This year as the Faire season started with rehearsals and classes through BAPA, I knew that I wouldn't be able to stay the entire season. This Friday I'll be moving into a dorm and starting a new chapter in my college journey. The thought of leaving Bristol early would make me feel sick and torn up inside. Like someone had walked into my sanctuary and smashed it to pieces.

Bristol really is like a home to me. I call it home. It was and always has been a sanctuary for me. Especially this summer, as I got more and more worried and stressed out about college and various other things in my life (that shall not be posted on the internet because the internet is forever), Bristol gave me a place where I had friends and a place where I belonged and was supported.

Last year, Bristol taught me that I am not alone in my weirdness. Growing up, I always felt like I was too much in one way or another. Bristol also taught me that I have gifts and can do much more than I thought that I could. It gave me healing from some of the baggage I was working through. Bristol gave me laughter and I learned how to feel again. This year I've worked really hard on working through feelings instead of shutting down and going numb. I lived in a strange sense of numbness for several years of my life and then was slowly coming out of it, only to be slammed back in full force. Bristol really helped me through the kindness and friendship shown me that first year.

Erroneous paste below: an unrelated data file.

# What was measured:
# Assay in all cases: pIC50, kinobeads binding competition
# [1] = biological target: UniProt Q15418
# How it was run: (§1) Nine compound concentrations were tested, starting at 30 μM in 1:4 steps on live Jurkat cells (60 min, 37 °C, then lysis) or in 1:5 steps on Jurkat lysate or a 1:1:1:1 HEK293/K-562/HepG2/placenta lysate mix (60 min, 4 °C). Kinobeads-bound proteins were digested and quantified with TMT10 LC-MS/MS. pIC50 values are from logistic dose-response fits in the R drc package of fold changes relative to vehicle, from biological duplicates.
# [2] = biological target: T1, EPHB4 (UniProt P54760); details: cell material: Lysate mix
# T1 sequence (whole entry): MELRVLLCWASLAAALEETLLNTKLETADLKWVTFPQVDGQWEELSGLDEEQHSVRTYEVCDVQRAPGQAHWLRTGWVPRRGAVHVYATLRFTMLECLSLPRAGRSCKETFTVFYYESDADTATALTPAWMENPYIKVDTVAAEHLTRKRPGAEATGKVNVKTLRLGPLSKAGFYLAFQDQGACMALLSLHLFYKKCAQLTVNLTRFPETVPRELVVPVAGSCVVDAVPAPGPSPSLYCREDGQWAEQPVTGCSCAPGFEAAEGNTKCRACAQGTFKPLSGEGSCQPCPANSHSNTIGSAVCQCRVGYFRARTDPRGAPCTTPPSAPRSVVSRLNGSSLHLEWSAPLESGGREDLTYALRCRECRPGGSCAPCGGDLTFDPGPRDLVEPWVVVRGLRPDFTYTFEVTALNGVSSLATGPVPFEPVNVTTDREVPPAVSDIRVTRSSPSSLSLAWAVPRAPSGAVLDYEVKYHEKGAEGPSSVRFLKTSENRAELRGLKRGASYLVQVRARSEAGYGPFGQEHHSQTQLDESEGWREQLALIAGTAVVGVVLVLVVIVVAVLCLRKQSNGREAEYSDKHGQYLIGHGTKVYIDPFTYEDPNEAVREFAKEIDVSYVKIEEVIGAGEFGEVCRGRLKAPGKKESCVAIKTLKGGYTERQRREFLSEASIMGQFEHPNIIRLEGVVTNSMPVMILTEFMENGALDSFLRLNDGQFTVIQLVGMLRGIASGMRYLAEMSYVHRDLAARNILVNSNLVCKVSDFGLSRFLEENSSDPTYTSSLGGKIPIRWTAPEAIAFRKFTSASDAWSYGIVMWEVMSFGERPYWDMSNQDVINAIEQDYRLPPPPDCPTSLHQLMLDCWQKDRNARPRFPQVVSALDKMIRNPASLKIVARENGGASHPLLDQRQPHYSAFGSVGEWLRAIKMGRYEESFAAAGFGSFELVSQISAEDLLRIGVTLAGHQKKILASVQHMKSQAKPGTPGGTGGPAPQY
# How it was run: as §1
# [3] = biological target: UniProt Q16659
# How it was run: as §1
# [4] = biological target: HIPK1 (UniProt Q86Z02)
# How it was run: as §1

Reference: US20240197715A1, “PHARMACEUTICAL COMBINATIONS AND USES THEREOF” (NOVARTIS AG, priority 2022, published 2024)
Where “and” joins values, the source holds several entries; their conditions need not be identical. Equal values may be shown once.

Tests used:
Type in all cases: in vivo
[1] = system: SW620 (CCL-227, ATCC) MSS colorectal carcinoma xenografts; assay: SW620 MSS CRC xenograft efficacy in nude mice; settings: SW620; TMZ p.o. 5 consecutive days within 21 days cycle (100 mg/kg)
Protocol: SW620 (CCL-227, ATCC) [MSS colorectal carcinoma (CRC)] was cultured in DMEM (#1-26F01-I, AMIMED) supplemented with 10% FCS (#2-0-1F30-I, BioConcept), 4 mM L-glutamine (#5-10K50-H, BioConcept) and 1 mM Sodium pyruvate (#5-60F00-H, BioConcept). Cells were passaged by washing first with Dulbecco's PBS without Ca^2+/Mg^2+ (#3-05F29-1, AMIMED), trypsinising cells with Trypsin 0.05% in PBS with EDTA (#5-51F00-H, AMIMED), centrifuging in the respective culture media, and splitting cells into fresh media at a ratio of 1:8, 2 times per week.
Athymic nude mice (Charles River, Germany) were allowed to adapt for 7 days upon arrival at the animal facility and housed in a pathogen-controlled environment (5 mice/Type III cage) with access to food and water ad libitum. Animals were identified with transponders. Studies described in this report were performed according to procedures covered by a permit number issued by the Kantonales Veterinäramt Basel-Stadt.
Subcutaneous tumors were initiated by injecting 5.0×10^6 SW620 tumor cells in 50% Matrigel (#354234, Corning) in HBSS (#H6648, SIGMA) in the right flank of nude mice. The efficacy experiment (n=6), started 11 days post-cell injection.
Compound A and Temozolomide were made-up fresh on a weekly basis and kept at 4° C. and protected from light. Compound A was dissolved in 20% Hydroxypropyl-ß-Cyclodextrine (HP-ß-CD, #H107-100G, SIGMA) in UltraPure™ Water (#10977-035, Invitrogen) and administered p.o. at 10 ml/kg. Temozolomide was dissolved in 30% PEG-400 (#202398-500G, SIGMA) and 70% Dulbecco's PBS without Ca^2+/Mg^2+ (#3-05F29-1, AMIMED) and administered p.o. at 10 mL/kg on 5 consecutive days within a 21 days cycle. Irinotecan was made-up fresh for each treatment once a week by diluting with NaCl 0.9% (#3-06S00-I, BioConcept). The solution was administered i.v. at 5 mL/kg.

This year, Bristol has taught me that I have family (more than my biological one) that love me and support me and will continue to do so, even outside of Faire. I gained an 'older sister,' who calls me mei-mei. Any of you Browncoats will understand the reference.
During the week leading up to my last weekend at Faire, I really was mourning the loss before it happened. I felt like I was about to leap out of one of the safest places I know into a world of strange uncertainty that was both exciting, but deeply terrifying.